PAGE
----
I spend a lot of time on this blog tearing into things that are probably a work of passion and love. As such, it seems only fair that occasionally go the other direction, and spend some time tearing into things that were a work of “How much fucking money can we make selling lottery tickets to children?”
Maybe this approach won’t be great for optics. But if I can analyze indie games that have interesting mechanics buried under crude art or lackluster technical implementations, it seems only fair to look mobile games that have mechanics locked in Skinner boxes.
Mobile games are kinda like indie games, but there’s an entry fee of how much your kidneys would currently go for on the black market.
There’s a GDC talk somewhere in Knight’s Edge. It might be about how they managed to add in a cash shop, battlepass, and a billion other pieces of bullshit. Maybe it’s art direction-related. They could make a “How To” guide on ripping off that Clash of Clans smooth minimalistic art style that somehow has less personality than a furry OC that’s just a Sonic recolor.
Or maybe they could do one about how their cool little 3v3 battle brawler ended up tied to all the bullshit above. Actually, I can do it for them.
Anyway, now that I’ve done their presentation for them, they can spend some time talking about their actual mechanics. Knight’s Edge is effectively a combo of micro-brawler and roguelike. Your team of 3 is pitted against another player’s team, and you’re thrown into a tiny little dungeon. Whichever team makes it to the end of the dungeon and kills the final boss first wins!
It’s a simple little idea, and there’s really only two other things to mention about it. First up is that at certain points, you can invade the enemy, and attempt to kill them or mess with them to slow them down. But at the same time, it’s risky because your team won’t have your DPS during the invasion. The second one is that whenever you destroy enemies, you get EXP. Get enough, and you’ll level up, which gives generic stats. More importantly, leveling up also lets you pick between various buffs, which are determined by the weapon you’re using. This gives the whole thing a sort of micro-roguelike vibe.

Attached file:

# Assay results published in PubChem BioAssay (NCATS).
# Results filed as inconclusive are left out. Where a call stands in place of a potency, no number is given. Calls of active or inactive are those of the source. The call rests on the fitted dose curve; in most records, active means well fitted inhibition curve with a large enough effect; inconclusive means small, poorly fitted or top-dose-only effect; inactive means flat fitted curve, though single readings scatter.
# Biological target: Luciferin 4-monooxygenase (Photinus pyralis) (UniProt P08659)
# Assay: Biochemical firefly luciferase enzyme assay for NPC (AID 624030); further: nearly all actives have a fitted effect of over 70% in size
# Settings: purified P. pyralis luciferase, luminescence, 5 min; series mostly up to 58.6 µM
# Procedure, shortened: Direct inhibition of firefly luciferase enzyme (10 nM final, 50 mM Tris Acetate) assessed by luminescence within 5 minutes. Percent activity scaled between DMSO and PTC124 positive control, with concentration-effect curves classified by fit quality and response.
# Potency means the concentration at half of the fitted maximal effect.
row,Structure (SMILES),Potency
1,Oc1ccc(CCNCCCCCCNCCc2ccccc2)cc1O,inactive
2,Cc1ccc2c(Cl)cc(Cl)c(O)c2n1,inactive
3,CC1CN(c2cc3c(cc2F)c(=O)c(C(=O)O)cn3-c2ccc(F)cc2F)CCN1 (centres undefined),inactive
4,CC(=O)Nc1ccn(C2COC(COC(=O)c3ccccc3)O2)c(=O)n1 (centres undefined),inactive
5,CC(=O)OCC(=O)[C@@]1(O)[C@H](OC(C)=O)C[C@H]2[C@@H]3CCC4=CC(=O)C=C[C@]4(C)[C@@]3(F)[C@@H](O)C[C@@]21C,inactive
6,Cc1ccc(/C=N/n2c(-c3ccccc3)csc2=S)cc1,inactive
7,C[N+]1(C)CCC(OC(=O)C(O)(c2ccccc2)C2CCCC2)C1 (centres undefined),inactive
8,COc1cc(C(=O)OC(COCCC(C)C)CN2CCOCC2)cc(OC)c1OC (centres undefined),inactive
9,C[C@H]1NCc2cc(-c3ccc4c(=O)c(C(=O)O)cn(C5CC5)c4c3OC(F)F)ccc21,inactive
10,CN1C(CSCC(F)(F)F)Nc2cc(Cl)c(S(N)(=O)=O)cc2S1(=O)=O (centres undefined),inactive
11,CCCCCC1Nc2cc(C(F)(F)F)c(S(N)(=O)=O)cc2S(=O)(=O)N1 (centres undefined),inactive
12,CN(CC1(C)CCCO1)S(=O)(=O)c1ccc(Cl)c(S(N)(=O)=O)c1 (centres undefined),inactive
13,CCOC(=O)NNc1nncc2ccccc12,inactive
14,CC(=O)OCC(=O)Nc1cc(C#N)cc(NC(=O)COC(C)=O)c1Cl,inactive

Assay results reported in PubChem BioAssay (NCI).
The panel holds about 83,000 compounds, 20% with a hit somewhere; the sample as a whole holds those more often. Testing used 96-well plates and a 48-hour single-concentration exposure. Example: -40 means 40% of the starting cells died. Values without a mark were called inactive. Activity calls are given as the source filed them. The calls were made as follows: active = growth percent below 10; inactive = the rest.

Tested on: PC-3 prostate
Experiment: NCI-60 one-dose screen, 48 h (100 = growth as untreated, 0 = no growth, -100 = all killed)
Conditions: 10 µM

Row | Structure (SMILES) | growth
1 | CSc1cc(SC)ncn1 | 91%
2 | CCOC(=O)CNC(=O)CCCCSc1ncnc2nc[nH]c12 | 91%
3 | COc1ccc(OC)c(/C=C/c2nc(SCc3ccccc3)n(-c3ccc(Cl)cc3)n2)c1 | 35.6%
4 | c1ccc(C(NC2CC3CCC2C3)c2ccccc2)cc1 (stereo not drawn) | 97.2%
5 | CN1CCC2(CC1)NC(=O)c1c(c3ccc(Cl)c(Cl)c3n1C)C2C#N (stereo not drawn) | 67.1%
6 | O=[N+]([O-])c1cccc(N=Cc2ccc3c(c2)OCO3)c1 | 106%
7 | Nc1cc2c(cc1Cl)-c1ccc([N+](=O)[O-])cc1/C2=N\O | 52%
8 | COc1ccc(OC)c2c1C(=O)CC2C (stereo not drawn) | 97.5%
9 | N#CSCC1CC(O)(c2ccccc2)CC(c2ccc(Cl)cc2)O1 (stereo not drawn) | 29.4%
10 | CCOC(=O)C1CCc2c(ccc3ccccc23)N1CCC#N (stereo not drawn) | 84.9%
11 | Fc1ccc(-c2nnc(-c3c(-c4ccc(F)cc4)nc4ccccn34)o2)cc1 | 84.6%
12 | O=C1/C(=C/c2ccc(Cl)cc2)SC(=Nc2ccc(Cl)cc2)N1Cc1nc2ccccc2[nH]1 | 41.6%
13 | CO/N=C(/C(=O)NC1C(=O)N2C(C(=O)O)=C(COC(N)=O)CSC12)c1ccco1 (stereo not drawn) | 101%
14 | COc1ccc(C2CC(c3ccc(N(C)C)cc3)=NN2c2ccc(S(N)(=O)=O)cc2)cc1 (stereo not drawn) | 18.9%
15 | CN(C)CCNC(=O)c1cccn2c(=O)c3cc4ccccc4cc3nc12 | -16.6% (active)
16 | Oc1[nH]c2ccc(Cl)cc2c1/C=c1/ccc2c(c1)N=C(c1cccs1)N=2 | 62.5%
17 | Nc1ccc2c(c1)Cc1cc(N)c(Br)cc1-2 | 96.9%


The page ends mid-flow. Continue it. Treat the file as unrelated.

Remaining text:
That’s pretty much all I have to say about Knight’s Edge. Is there a cool idea here? Yes. But it can’t make it out from under the monetization. Also the controls sort of suck. Your actual agency to influence a given round often feels like playing a slot machine with the upgrade system.
But anyway, enough about Knight’s Edge. Let’s talk about…
I’ve written about Yu-Gi-Oh mobile games before on this site. There are a surprising number of them. Their monetization ranges from “Something resembling reasonable” with Duel Links to “Its own category in a list of shitty business models” for Master Duel.
Anyway, Cross Duel manages to sit somewhere in the middle of trashy pricing, which is to say “Typical Gacha.” But we’re not here to talk about that. We’re here to talk about Cross Duel itself.
I think one of the most interesting things about Cross Duel is that it shares very little with Yu-Gi-Oh mechanically. While ideas like like Monster Cards and Trap Cards are present, it’s easy to see how Cross Duel could stand as a separate game, or even potentially as a legacy board game. The deckbuilding only allows 20 cards, and only 1 copy of any single card.
Cross Duel is a four player lane based game. Everyone draws a hand of cards, and simultaneously places them. At the end of the starting “Main Phase,” monsters move down their rows if they were in attack position, or stay put if they were in defense position.
While many of the terms sound similar to Yu-Gi-Oh, there are a lot of mechanical differences. For starters, while the game can end if one player manages to knock out 3 others, it also just ends after 8 rounds are played or if even a single player ends a round with zero life points remaining. In addition, everyone starts with a single “Special” card in their hand serves the role of a panic button or can be used to apply heavy pressure.
Those aren’t the only differences. Players gain life points when their monsters inflict damage to enemy players. Unlike normal Yu-Gi-Oh, this only happens when a monster hits an opponent directly, not when they just attack another attack position monster and win. Damage is also maintained between rounds, meaning that a powerful bomb card can quickly be chipped down by multiple weaker cards.
Anyway, the result of all these mechanical changes is that you can actually do decently in some games of Cross Duel without selling your kidneys. Often, the players with more powerful cards are forced to fight each other, instead of wasting resources to knock you out.
The game also has what seems like a fairly interesting system for playing around with card skills and abilities. Unfortunately, it’s locked behind the usual grind and bullshit, so I don’t have much to say about it other than it seems neat.
I was going to close with “There’s no moral to today’s writeup.” But that’s wrong. There is a pretty clear moral: interesting game mechanics can be found everywhere. In every terrible prototype, or miserable whalebait app store installation, it’s possible to find something interesting or clever. Is worth going to try to find those mechanics? I mean, for most people? Probably not.
People who play games casually would rather just play good games. People who work on games would probably rather be making games than playing other designers’ terrible ones.
But I guess for me, someone I view as sitting in the middle, it can be interesting. Hell, at least it’s something to write about.